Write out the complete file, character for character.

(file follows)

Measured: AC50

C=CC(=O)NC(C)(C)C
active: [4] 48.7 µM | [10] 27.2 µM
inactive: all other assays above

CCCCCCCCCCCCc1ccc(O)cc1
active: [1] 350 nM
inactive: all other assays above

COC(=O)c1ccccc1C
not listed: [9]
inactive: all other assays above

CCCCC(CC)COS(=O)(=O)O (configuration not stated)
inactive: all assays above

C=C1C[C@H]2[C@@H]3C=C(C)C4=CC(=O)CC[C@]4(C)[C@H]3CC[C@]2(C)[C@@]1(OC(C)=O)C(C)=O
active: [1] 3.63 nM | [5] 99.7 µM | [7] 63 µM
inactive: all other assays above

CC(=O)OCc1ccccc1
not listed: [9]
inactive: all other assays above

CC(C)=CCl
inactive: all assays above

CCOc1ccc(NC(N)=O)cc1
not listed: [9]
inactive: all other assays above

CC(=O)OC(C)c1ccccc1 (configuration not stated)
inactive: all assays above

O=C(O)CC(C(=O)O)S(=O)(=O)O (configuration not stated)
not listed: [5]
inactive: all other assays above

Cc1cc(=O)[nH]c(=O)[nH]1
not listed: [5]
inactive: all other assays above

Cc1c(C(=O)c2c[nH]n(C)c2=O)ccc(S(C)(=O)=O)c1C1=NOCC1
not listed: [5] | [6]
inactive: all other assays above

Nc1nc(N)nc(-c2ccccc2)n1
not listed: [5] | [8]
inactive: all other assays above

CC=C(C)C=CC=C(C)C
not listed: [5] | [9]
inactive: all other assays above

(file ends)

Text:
Measured: AC50

C=CC(=O)NC(C)(C)C
active: [4] 48.7 µM | [10] 27.2 µM
inactive: all other assays above

CCCCCCCCCCCCc1ccc(O)cc1
active: [1] 350 nM
inactive: all other assays above

COC(=O)c1ccccc1C
not listed: [9]
inactive: all other assays above

CCCCC(CC)COS(=O)(=O)O (configuration not stated)
inactive: all assays above

C=C1C[C@H]2[C@@H]3C=C(C)C4=CC(=O)CC[C@]4(C)[C@H]3CC[C@]2(C)[C@@]1(OC(C)=O)C(C)=O
active: [1] 3.63 nM | [5] 99.7 µM | [7] 63 µM
inactive: all other assays above

CC(=O)OCc1ccccc1
not listed: [9]
inactive: all other assays above

CC(C)=CCl
inactive: all assays above

CCOc1ccc(NC(N)=O)cc1
not listed: [9]
inactive: all other assays above

CC(=O)OC(C)c1ccccc1 (configuration not stated)
inactive: all assays above

O=C(O)CC(C(=O)O)S(=O)(=O)O (configuration not stated)
not listed: [5]
inactive: all other assays above

Cc1cc(=O)[nH]c(=O)[nH]1
not listed: [5]
inactive: all other assays above

Cc1c(C(=O)c2c[nH]n(C)c2=O)ccc(S(C)(=O)=O)c1C1=NOCC1
not listed: [5] | [6]
inactive: all other assays above

Nc1nc(N)nc(-c2ccccc2)n1
not listed: [5] | [8]
inactive: all other assays above

CC=C(C)C=CC=C(C)C
not listed: [5] | [9]
inactive: all other assays above